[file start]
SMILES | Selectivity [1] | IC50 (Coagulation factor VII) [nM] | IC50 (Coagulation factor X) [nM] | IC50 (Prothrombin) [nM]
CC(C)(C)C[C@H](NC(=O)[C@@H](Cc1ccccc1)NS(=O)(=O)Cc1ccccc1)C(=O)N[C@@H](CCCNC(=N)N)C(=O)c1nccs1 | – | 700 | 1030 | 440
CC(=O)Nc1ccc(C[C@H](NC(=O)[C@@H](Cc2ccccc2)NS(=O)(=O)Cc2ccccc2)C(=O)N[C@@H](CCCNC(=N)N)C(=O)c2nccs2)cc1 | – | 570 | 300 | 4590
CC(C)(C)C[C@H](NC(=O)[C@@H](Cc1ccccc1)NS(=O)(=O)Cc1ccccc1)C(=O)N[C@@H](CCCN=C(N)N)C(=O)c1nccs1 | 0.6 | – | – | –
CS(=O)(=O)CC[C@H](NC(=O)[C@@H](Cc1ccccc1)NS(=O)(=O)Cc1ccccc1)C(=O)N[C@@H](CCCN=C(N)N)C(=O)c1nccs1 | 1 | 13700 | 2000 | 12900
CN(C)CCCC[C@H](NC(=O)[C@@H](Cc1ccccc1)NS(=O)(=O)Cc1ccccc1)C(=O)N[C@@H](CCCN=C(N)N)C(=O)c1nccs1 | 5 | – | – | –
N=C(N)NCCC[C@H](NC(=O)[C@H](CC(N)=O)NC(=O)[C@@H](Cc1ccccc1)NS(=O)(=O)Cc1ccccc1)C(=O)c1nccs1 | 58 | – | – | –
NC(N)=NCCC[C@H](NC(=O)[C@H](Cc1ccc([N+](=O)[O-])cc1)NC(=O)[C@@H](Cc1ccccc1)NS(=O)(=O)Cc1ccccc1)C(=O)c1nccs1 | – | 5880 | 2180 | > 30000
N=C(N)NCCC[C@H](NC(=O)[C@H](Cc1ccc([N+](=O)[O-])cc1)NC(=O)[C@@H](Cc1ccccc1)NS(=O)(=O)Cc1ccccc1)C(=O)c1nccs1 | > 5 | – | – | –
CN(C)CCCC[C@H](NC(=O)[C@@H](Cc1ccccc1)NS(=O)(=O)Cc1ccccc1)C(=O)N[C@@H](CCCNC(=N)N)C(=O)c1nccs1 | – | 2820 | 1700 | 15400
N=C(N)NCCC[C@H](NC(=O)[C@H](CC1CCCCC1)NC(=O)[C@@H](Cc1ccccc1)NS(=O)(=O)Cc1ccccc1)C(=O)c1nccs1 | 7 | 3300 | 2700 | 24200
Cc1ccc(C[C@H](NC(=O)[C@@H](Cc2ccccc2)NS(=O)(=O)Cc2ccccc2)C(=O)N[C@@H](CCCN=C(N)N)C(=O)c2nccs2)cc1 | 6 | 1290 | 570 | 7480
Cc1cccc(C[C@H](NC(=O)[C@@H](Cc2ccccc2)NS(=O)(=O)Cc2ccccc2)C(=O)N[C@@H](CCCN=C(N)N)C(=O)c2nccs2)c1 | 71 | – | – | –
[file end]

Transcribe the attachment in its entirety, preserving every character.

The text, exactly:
SMILES | Selectivity [1] | IC50 (Coagulation factor VII) [nM] | IC50 (Coagulation factor X) [nM] | IC50 (Prothrombin) [nM]
CC(C)(C)C[C@H](NC(=O)[C@@H](Cc1ccccc1)NS(=O)(=O)Cc1ccccc1)C(=O)N[C@@H](CCCNC(=N)N)C(=O)c1nccs1 | – | 700 | 1030 | 440
CC(=O)Nc1ccc(C[C@H](NC(=O)[C@@H](Cc2ccccc2)NS(=O)(=O)Cc2ccccc2)C(=O)N[C@@H](CCCNC(=N)N)C(=O)c2nccs2)cc1 | – | 570 | 300 | 4590
CC(C)(C)C[C@H](NC(=O)[C@@H](Cc1ccccc1)NS(=O)(=O)Cc1ccccc1)C(=O)N[C@@H](CCCN=C(N)N)C(=O)c1nccs1 | 0.6 | – | – | –
CS(=O)(=O)CC[C@H](NC(=O)[C@@H](Cc1ccccc1)NS(=O)(=O)Cc1ccccc1)C(=O)N[C@@H](CCCN=C(N)N)C(=O)c1nccs1 | 1 | 13700 | 2000 | 12900
CN(C)CCCC[C@H](NC(=O)[C@@H](Cc1ccccc1)NS(=O)(=O)Cc1ccccc1)C(=O)N[C@@H](CCCN=C(N)N)C(=O)c1nccs1 | 5 | – | – | –
N=C(N)NCCC[C@H](NC(=O)[C@H](CC(N)=O)NC(=O)[C@@H](Cc1ccccc1)NS(=O)(=O)Cc1ccccc1)C(=O)c1nccs1 | 58 | – | – | –
NC(N)=NCCC[C@H](NC(=O)[C@H](Cc1ccc([N+](=O)[O-])cc1)NC(=O)[C@@H](Cc1ccccc1)NS(=O)(=O)Cc1ccccc1)C(=O)c1nccs1 | – | 5880 | 2180 | > 30000
N=C(N)NCCC[C@H](NC(=O)[C@H](Cc1ccc([N+](=O)[O-])cc1)NC(=O)[C@@H](Cc1ccccc1)NS(=O)(=O)Cc1ccccc1)C(=O)c1nccs1 | > 5 | – | – | –
CN(C)CCCC[C@H](NC(=O)[C@@H](Cc1ccccc1)NS(=O)(=O)Cc1ccccc1)C(=O)N[C@@H](CCCNC(=N)N)C(=O)c1nccs1 | – | 2820 | 1700 | 15400
N=C(N)NCCC[C@H](NC(=O)[C@H](CC1CCCCC1)NC(=O)[C@@H](Cc1ccccc1)NS(=O)(=O)Cc1ccccc1)C(=O)c1nccs1 | 7 | 3300 | 2700 | 24200
Cc1ccc(C[C@H](NC(=O)[C@@H](Cc2ccccc2)NS(=O)(=O)Cc2ccccc2)C(=O)N[C@@H](CCCN=C(N)N)C(=O)c2nccs2)cc1 | 6 | 1290 | 570 | 7480
Cc1cccc(C[C@H](NC(=O)[C@@H](Cc2ccccc2)NS(=O)(=O)Cc2ccccc2)C(=O)N[C@@H](CCCN=C(N)N)C(=O)c2nccs2)c1 | 71 | – | – | –